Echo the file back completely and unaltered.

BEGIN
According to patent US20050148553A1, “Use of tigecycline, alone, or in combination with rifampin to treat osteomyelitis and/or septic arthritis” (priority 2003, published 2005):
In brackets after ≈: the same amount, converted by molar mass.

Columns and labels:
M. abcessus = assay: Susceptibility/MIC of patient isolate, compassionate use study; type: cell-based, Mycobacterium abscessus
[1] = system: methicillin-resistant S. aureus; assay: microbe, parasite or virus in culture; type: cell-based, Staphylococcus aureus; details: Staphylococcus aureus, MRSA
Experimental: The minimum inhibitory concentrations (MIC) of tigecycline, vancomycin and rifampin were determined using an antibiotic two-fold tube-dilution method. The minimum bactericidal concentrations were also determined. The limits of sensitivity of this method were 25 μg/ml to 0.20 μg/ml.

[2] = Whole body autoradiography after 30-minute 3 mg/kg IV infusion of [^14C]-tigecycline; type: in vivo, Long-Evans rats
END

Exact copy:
According to patent US20050148553A1, “Use of tigecycline, alone, or in combination with rifampin to treat osteomyelitis and/or septic arthritis” (priority 2003, published 2005):
In brackets after ≈: the same amount, converted by molar mass.

Columns and labels:
M. abcessus = assay: Susceptibility/MIC of patient isolate, compassionate use study; type: cell-based, Mycobacterium abscessus
[1] = system: methicillin-resistant S. aureus; assay: microbe, parasite or virus in culture; type: cell-based, Staphylococcus aureus; details: Staphylococcus aureus, MRSA
Experimental: The minimum inhibitory concentrations (MIC) of tigecycline, vancomycin and rifampin were determined using an antibiotic two-fold tube-dilution method. The minimum bactericidal concentrations were also determined. The limits of sensitivity of this method were 25 μg/ml to 0.20 μg/ml.

[2] = Whole body autoradiography after 30-minute 3 mg/kg IV infusion of [^14C]-tigecycline; type: in vivo, Long-Evans rats